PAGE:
For something a bit different, Lesobeng in 009 by Paul Spray, was set in Africa. 

Holmeshurst by Ian Burford is an O gauge light railway set in East Sussex. Although small by 7mm standards it is full of character, with a detailed village street at the rear making use of Petite Properties kits cleverly adapted to the local building style. 

As well as a good selection of mainly narrow gauge layouts the 009 Society and 7mm NG Association had stands, the atmosphere was relaxed and friendly and it was good to meet a few friends too. The venue works well (the local railway club use it too) but being one long narrow hall it is difficult to tell how busy it was, it didn't get crowded. I've uploaded photos of some of the other layouts here.

Tuesday, 17 May 2022

Preparing for SWING

Both Loctern Quay, and my son's Slugworth & Co., will be at the "SWING" narrow gauge show in Worthing this Saturday.

Since both layouts were out last month at Narrow Gauge South, and generally performed well, there is little preparation to worry about. However, one of the new trucks I'd made insisted on derailing through facing points. Strangely, it hadn't done this in testing, but after derailing repeatably at the show it was quickly banished back to the stock box.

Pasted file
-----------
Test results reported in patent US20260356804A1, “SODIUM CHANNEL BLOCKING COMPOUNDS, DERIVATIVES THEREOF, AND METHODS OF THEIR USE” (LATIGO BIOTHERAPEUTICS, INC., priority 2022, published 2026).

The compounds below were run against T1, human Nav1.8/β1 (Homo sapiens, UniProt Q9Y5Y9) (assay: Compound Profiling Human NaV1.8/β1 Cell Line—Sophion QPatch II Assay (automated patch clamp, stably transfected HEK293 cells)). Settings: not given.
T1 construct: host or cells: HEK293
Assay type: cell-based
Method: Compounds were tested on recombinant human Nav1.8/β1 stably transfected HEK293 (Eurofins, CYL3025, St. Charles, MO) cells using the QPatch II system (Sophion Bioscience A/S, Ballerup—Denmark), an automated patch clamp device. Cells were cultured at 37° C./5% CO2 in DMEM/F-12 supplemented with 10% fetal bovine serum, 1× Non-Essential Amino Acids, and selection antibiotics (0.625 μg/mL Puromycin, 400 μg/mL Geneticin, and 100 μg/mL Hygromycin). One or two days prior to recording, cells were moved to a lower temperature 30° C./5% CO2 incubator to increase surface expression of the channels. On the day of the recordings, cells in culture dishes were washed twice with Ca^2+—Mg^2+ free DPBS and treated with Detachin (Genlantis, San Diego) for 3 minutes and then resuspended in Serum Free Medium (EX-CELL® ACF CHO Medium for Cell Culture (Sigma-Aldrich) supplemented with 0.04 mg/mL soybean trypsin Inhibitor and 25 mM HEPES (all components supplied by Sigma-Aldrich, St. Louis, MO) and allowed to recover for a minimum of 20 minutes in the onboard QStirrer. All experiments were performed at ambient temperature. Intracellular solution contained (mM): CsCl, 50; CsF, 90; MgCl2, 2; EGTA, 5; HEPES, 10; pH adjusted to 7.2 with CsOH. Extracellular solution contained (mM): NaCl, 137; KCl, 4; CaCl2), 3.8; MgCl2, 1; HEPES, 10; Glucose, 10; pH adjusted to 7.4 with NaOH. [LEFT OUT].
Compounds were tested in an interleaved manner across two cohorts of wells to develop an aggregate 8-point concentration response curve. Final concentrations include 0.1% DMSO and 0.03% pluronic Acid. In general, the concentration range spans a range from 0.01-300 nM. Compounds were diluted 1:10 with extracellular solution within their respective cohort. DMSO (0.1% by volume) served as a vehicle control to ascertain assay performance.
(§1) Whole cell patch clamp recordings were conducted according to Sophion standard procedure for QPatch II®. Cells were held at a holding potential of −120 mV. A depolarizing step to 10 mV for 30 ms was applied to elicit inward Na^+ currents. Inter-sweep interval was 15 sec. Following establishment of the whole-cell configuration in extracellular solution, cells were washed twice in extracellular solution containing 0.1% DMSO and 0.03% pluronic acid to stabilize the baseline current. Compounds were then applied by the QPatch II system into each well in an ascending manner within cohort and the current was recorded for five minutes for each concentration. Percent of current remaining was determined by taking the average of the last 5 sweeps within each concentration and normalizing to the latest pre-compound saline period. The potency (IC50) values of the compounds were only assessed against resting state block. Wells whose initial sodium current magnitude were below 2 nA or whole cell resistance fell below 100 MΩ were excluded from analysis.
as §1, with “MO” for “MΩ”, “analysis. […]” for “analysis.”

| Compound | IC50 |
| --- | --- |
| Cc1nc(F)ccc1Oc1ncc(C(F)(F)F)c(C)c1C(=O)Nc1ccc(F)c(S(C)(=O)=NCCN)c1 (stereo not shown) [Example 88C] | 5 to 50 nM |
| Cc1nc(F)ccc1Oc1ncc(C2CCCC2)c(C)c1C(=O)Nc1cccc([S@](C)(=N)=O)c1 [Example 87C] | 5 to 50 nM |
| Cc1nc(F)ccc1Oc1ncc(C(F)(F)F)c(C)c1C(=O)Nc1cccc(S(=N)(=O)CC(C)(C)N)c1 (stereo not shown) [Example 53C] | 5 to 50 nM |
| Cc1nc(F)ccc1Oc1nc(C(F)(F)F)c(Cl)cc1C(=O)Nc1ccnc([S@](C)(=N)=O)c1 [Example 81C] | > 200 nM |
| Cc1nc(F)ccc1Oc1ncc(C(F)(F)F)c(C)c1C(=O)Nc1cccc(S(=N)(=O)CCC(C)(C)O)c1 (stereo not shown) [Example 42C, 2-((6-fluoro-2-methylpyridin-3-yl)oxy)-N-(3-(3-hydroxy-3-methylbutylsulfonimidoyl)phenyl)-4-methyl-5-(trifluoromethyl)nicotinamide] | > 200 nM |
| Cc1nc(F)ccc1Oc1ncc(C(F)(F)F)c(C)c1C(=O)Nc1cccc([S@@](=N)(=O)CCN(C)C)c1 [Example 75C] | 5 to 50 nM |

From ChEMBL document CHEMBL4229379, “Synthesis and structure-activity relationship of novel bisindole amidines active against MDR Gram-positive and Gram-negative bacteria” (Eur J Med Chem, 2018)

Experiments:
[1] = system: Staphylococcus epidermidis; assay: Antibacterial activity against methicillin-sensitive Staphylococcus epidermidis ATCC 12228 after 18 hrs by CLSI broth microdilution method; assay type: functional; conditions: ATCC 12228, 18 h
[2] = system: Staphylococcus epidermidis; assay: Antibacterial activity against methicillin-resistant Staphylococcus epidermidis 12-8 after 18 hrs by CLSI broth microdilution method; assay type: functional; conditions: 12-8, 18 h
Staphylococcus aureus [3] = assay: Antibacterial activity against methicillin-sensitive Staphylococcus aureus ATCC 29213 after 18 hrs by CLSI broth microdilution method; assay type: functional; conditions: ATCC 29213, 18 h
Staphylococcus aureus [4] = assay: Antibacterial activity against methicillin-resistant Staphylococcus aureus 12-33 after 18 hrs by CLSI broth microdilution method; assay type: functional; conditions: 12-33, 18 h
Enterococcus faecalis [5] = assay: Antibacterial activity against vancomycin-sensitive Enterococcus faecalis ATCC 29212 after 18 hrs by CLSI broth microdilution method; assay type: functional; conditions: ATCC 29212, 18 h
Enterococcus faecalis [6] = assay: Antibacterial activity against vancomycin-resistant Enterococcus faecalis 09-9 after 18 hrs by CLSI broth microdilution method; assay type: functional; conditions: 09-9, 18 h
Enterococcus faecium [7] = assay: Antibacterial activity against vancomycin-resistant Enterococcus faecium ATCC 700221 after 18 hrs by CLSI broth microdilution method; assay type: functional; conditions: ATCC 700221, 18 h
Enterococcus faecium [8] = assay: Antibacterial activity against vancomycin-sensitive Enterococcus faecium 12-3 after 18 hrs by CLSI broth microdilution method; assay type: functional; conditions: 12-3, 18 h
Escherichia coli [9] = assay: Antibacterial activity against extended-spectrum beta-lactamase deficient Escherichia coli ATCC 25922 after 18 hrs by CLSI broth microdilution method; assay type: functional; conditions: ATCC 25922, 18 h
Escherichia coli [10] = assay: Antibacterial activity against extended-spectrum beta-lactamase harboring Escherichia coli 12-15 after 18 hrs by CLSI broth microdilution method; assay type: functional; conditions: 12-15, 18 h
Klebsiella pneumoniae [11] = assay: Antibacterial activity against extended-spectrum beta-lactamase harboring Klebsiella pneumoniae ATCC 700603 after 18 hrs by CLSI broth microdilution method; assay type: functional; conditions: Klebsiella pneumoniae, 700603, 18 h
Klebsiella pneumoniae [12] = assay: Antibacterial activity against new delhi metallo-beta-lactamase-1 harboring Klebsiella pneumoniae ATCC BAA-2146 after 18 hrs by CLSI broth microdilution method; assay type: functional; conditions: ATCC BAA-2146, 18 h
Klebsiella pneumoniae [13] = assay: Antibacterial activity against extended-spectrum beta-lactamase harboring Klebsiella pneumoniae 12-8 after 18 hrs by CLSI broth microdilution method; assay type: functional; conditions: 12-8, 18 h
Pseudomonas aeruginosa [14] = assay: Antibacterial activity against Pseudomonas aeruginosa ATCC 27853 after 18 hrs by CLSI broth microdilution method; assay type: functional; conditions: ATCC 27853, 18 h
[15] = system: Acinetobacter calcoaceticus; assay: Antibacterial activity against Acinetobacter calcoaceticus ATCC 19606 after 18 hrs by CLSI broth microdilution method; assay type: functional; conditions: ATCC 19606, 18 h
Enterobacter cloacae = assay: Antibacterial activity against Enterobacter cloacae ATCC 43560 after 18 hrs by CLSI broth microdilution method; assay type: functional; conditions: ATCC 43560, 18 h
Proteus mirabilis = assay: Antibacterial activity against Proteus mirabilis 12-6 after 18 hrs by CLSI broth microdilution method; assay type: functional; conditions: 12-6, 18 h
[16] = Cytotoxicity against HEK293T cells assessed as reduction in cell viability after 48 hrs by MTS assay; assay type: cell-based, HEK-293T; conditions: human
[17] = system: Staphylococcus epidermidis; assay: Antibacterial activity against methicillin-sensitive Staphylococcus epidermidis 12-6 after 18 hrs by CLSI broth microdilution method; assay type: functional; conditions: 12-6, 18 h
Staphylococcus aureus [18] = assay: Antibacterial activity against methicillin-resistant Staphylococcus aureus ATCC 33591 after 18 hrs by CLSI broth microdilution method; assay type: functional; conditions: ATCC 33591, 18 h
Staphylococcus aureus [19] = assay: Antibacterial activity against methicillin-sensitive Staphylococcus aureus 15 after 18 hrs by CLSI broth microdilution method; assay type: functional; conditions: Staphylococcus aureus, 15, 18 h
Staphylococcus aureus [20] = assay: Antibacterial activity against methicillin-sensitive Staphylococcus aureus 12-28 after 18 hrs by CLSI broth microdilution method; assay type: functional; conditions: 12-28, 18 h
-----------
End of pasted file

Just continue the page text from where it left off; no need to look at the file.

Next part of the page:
This kit uses the new type of wheels which have much finer flanges than older wheels, and a wider back-to-back measurement. For some reason the flange was hitting the vee of the point and riding up - clearly not checked by the check-rail. That reason was most likely to be skew axles. 

Can you see them? It is barely perceptible until looked at closely, and took a couple of attempts to get a photo that shows the skew. Of course correcting this means moving one of the sole-bars lengthways to align the axle boxes. I scored along the join between the sole-bar and floor and cut down the ends of the sole-bar, then flooded the joins with solvent. Some firm but gentle persuasion with smooth-jaw pliers got the sole-bar free in one piece, and with a reasonably clean break apart from some material left in the corners. 

The sole-bar and floor were cleaned up, then with one end trimmed slightly the sole-bar was reaffixed, taking care to ensure the axles are completely perpendicular to them this time! Surprisingly the botched fix is not visible, except perhaps right in the corners of buffer beam, sole-bar and floor - which you can't see in practice. I didn't even need to touch up the paint.